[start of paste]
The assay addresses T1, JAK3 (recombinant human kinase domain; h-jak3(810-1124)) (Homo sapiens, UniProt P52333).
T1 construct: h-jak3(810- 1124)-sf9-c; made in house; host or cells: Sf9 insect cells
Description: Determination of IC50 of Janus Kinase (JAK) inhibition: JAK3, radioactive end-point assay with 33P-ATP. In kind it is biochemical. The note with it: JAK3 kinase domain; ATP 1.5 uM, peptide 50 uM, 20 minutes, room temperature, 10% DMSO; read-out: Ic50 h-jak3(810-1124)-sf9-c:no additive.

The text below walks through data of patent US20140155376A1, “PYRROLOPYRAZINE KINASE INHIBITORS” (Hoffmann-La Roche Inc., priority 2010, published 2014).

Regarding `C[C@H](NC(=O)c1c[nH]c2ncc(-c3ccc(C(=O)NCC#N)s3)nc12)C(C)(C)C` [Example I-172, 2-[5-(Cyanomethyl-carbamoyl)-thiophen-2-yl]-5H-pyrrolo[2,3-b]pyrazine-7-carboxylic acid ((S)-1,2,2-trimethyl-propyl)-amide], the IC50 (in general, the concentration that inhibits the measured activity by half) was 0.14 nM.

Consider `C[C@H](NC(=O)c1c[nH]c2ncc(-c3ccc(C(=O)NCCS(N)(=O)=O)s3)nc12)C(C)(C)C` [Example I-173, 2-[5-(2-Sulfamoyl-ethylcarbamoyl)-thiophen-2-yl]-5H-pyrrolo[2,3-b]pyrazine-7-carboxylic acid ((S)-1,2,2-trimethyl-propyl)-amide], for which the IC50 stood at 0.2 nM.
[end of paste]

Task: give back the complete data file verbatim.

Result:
The assay addresses T1, JAK3 (recombinant human kinase domain; h-jak3(810-1124)) (Homo sapiens, UniProt P52333).
T1 construct: h-jak3(810- 1124)-sf9-c; made in house; host or cells: Sf9 insect cells
Description: Determination of IC50 of Janus Kinase (JAK) inhibition: JAK3, radioactive end-point assay with 33P-ATP. In kind it is biochemical. The note with it: JAK3 kinase domain; ATP 1.5 uM, peptide 50 uM, 20 minutes, room temperature, 10% DMSO; read-out: Ic50 h-jak3(810-1124)-sf9-c:no additive.

The text below walks through data of patent US20140155376A1, “PYRROLOPYRAZINE KINASE INHIBITORS” (Hoffmann-La Roche Inc., priority 2010, published 2014).

Regarding `C[C@H](NC(=O)c1c[nH]c2ncc(-c3ccc(C(=O)NCC#N)s3)nc12)C(C)(C)C` [Example I-172, 2-[5-(Cyanomethyl-carbamoyl)-thiophen-2-yl]-5H-pyrrolo[2,3-b]pyrazine-7-carboxylic acid ((S)-1,2,2-trimethyl-propyl)-amide], the IC50 (in general, the concentration that inhibits the measured activity by half) was 0.14 nM.

Consider `C[C@H](NC(=O)c1c[nH]c2ncc(-c3ccc(C(=O)NCCS(N)(=O)=O)s3)nc12)C(C)(C)C` [Example I-173, 2-[5-(2-Sulfamoyl-ethylcarbamoyl)-thiophen-2-yl]-5H-pyrrolo[2,3-b]pyrazine-7-carboxylic acid ((S)-1,2,2-trimethyl-propyl)-amide], for which the IC50 stood at 0.2 nM.